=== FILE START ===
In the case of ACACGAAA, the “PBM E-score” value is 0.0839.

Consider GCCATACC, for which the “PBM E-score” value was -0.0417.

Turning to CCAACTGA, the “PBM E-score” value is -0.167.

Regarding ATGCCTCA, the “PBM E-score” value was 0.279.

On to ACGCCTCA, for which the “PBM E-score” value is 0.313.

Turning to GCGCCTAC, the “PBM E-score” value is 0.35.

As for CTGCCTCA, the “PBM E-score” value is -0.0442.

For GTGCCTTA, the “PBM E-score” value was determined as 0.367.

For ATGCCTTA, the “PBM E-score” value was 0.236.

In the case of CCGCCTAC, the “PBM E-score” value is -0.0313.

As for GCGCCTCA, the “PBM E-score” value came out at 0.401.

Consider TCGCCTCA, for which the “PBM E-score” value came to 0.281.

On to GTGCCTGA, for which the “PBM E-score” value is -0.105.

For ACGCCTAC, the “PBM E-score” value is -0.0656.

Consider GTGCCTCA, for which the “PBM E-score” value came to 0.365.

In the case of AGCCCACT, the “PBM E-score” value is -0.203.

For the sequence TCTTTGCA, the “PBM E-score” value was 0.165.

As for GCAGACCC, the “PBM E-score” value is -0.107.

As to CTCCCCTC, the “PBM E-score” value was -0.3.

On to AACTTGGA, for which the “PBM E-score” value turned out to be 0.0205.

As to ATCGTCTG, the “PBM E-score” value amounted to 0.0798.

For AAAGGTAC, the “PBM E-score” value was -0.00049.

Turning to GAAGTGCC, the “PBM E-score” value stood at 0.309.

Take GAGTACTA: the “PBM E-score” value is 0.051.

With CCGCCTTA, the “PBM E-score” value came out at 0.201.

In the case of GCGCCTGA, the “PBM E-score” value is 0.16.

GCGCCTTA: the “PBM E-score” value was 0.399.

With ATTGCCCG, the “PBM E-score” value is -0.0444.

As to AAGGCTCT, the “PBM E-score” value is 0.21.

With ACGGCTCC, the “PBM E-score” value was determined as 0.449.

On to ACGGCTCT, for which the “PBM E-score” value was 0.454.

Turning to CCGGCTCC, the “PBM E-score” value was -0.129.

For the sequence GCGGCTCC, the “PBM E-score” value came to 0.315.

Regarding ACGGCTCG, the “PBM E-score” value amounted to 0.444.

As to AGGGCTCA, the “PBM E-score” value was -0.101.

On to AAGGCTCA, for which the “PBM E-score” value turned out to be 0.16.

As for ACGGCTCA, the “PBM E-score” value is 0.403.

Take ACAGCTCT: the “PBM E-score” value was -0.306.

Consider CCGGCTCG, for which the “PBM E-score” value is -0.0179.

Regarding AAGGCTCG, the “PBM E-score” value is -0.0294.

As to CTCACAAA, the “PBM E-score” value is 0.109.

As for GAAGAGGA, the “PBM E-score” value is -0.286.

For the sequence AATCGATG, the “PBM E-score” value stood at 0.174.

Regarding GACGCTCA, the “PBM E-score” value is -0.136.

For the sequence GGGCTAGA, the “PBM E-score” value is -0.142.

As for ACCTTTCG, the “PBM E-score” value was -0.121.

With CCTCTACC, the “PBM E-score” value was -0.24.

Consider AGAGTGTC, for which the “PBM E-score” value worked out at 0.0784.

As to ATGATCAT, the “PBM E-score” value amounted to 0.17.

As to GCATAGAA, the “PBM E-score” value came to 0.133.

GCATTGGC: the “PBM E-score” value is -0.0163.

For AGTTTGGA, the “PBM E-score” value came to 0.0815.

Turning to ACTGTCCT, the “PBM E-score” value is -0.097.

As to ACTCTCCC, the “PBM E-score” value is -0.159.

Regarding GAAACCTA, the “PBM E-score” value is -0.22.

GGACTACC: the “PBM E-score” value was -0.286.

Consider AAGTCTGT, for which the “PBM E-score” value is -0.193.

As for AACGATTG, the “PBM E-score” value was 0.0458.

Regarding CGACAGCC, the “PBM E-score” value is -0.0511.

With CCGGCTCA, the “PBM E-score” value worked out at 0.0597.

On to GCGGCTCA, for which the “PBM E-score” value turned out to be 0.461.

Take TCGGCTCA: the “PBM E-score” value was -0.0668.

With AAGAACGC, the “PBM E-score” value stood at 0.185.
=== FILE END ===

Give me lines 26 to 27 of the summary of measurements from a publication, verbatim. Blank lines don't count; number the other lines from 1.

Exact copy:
In the case of GCGCCTGA, the “PBM E-score” value is 0.16.

GCGCCTTA: the “PBM E-score” value was 0.399.